Just because you have a 64-bit version of Windows doesn’t necessarily mean you have a 64-bit browser. Moreover, just because you have a 64-bit browser doesn’t necessarily mean you’ll see a dramatic performance boost either but that’s still not a cogent reason to avoid it.
In 2011, Sabastian Anthony of ExtremeTech published a comprehensive article on the 64-bit version of Firefox 8. He executed a Peacekeeper benchmark test pitting the 64-bit version of Firefox 8 against it’s 32-bit peer and noticed a 10% performance lift.
But I’m not being fair to you if I didn’t tell you the disadvantages of 64-bit browsers. Yes, speed is in the limelight and is a huge reason to go 64-bit but there are a few things you should be aware of as you consider WaterFox.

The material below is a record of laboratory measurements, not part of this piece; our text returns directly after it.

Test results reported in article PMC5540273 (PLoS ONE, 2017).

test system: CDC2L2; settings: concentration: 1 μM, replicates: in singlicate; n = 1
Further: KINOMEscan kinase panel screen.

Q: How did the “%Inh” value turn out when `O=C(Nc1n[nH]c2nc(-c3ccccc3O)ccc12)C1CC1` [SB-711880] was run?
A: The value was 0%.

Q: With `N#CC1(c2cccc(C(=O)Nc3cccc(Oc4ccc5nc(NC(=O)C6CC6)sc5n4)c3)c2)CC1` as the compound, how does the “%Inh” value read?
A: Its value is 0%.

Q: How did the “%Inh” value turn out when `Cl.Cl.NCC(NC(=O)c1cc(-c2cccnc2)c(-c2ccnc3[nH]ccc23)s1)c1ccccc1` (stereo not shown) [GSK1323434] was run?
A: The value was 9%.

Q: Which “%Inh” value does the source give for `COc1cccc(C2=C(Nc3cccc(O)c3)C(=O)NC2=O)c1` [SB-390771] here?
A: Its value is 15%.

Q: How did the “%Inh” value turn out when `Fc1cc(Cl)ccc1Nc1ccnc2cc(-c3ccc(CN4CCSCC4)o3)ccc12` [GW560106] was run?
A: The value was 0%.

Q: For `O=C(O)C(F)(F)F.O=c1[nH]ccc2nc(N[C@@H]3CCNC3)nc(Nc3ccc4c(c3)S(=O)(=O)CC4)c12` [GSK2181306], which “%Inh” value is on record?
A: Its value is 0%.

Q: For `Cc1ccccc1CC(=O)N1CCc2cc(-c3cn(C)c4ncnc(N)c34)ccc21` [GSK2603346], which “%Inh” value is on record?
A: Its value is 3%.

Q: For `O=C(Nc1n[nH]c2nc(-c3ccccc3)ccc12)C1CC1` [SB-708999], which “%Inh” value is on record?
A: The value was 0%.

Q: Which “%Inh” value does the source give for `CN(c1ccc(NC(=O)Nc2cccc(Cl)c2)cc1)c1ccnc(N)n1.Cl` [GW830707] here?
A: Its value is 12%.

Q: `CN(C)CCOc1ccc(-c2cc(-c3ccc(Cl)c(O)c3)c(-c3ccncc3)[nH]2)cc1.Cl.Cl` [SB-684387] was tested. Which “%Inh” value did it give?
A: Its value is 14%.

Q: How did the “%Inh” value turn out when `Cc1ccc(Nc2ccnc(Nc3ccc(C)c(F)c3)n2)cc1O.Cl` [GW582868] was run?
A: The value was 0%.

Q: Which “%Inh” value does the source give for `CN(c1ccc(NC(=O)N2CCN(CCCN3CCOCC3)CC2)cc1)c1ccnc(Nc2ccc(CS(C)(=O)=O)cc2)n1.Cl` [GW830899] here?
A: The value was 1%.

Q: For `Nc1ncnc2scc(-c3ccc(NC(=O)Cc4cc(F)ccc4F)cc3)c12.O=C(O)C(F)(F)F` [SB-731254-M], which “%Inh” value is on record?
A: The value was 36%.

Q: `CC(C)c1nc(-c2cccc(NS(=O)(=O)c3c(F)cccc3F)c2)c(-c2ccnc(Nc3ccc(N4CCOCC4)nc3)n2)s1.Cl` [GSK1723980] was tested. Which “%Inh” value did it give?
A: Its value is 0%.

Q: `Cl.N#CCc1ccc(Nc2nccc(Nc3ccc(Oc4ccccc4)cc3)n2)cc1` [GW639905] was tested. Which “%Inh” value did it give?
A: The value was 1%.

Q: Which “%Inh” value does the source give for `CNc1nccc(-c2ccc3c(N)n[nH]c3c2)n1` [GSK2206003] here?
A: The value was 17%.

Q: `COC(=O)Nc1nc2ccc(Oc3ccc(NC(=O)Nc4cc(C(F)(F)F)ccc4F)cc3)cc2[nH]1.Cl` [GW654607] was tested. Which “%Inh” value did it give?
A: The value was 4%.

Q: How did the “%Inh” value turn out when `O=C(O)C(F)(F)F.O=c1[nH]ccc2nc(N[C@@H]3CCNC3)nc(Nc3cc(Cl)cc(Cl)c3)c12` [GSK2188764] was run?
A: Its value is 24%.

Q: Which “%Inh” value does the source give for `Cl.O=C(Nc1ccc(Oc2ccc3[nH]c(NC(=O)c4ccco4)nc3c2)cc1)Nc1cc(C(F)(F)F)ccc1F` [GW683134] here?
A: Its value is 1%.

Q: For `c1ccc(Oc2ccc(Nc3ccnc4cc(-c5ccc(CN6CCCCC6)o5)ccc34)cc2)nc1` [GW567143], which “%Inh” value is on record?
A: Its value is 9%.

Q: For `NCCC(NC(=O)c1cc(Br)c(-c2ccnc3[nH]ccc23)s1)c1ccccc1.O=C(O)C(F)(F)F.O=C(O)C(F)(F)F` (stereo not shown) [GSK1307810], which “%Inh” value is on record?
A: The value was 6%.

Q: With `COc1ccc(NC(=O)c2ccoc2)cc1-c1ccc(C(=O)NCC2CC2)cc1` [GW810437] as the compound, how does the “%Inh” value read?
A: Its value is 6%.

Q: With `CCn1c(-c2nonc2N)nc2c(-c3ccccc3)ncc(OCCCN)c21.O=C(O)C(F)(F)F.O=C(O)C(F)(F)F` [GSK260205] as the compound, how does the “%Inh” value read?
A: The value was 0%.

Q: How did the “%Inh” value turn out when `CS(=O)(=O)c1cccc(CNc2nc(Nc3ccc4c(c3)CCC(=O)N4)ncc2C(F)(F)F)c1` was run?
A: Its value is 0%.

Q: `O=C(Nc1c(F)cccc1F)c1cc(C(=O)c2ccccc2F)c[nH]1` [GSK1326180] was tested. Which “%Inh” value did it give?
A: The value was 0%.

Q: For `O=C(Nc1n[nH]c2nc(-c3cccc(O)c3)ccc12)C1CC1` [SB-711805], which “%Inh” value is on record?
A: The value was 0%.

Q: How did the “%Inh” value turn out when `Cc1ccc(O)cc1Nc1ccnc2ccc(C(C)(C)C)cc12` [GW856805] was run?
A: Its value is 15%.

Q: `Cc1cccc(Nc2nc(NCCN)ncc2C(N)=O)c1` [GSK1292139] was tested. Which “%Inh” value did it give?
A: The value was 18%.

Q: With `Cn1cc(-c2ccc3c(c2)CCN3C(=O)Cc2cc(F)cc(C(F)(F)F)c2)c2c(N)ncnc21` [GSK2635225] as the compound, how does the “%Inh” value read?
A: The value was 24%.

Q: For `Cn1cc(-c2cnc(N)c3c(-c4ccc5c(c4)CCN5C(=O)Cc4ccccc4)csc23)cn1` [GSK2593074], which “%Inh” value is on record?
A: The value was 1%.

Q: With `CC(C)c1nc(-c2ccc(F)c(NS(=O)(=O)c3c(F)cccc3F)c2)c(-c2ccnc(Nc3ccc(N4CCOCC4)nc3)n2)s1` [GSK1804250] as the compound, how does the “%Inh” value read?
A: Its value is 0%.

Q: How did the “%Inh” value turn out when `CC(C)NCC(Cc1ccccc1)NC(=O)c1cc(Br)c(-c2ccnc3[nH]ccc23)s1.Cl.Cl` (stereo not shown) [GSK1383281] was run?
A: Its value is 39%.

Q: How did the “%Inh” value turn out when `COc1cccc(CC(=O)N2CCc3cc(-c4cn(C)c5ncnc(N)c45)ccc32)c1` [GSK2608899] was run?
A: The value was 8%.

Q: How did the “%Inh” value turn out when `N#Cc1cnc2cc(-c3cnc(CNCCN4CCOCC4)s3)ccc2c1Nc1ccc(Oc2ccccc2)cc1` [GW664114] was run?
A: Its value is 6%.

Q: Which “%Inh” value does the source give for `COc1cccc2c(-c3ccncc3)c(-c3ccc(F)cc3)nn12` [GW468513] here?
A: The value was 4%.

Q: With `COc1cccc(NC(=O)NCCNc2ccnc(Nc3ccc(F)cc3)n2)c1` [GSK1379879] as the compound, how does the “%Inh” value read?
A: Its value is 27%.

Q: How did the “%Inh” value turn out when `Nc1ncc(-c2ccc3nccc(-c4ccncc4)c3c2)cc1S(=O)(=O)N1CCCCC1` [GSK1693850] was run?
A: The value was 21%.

Browser plugin developers are either loathe to develop 64-bit plug-ins or the plug-ins that exist are beset with so many bugs that they’re either virtually unusable or beleaguered with vulnerabilities. This isn’t the case for all 64-bit plugins but it certainly apply to most of the major ones.
You can download the 64-bit version of Flash but it’s only available on Windows 7 and newer; Vista and XP fans will have to upgrade; however, despite these limitations 64-bit browsing is the future. So if you have a 64-bit computer you definitely should explore WaterFox.
The Bottom Line
Computers are inexorably moving toward 64-bit processing and using 64-bit browsers such as Waterfox can improve browser performance. These browsers usually have improved multitasking and handle resource stresses better.
Almost every PC shipped today has a 64-bit processor yet there’s still a paucity of 64-bit browsers on the market. Yes, Internet Explorer 9 comes in 64-bit, but I don’t recommend it since it’s still light-years behind Waterfox.
Have you seen substantive speed improvements with your 64-bit browser? Let me know in the comments.